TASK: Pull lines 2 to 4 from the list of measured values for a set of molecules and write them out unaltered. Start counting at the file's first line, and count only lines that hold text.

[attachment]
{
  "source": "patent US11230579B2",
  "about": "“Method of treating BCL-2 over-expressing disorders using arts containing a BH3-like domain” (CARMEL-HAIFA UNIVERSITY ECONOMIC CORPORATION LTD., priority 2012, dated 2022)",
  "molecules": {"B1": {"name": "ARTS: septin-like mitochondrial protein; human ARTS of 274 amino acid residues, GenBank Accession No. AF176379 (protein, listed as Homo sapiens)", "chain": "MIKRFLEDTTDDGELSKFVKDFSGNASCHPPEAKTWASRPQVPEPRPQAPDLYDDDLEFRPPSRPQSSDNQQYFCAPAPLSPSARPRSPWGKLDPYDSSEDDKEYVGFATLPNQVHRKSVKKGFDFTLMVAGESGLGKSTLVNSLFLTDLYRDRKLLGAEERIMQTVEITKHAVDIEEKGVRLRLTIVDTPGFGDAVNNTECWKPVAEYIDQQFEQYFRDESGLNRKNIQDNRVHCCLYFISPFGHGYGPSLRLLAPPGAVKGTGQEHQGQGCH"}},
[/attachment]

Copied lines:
  "source": "patent US11230579B2",
  "about": "“Method of treating BCL-2 over-expressing disorders using arts containing a BH3-like domain” (CARMEL-HAIFA UNIVERSITY ECONOMIC CORPORATION LTD., priority 2012, dated 2022)",
  "molecules": {"B1": {"name": "ARTS: septin-like mitochondrial protein; human ARTS of 274 amino acid residues, GenBank Accession No. AF176379 (protein, listed as Homo sapiens)", "chain": "MIKRFLEDTTDDGELSKFVKDFSGNASCHPPEAKTWASRPQVPEPRPQAPDLYDDDLEFRPPSRPQSSDNQQYFCAPAPLSPSARPRSPWGKLDPYDSSEDDKEYVGFATLPNQVHRKSVKKGFDFTLMVAGESGLGKSTLVNSLFLTDLYRDRKLLGAEERIMQTVEITKHAVDIEEKGVRLRLTIVDTPGFGDAVNNTECWKPVAEYIDQQFEQYFRDESGLNRKNIQDNRVHCCLYFISPFGHGYGPSLRLLAPPGAVKGTGQEHQGQGCH"}},